Bell Snags BVLOS Drone Status with Choctaw Nation

Bell drone

Source: Bell

Aviation giant Bell Aircraft Corporation soared through FAA drone benchmarks, landing beyond visual line of sight (BVLOS) status with its Autonomous Pod Transport (APT)

Citing drone missions that require delivering “goods and information to critical – sometimes inaccessible – locations,” Bell snagged BVLOS to launch autonomous drone flights over long distances using VTOL aircraft.

The project is a collaboration with the Choctaw Nation of Oklahoma (CNO). In an agreement announced in late 2019, Bell had joined CNO’s Unmanned Aircraft Systems Integration Pilot Program team. Flights and tests will be conducted as part of the program in preparation for future advanced drone ops.

Bell’s APT can handle BVLOS flight carrying 60 pounds of payload, according to a Bell press statement. The CNO is one of nine active UASIPP sites selected by Transportation Sec. Elaine L. Chao.

In addition, Bell and CNO signed an agreement earlier this year to allow Bell test flight privileges. Bell will also provide guidance to CNO to create an Emerging Aviation Technology Test Center covering safety and efficient flight operations.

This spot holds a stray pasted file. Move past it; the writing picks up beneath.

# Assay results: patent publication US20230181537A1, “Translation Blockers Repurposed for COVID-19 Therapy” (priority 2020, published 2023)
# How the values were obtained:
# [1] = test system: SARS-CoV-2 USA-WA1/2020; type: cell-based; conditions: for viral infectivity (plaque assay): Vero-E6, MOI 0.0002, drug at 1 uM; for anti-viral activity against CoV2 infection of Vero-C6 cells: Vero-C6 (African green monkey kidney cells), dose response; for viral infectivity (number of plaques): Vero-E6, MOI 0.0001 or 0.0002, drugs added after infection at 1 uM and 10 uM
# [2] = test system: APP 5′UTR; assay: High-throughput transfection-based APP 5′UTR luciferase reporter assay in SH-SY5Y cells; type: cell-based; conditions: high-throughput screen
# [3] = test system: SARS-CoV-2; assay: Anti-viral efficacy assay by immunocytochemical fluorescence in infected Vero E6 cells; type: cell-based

A Bell spokesperson stated:

“Bell is eager to expand APT’s BVLOS flights to eventually support medical supply drops, basic supply chain operations and even kiosk deliveries. Our strong partnerships and continued innovation bring us closer to achieving this future goal, one flight at a time.”

Bell’s APT 70 drone is designed to perform multiple missions including package delivery, organic resupply operations, critical medical transport and disaster relief.

Last year, the APT 70 made its first autonomous flight at Bell’s testing site near Fort Worth, carrying a 60-pound load.

In December 2019, Popular Science awarded the APT 70 with a “Best of What’s New Award” in the aerospace category.

Bell Textron was also selected by NASA to perform flights under the Systems Integration and Operationalization (SIO) program.

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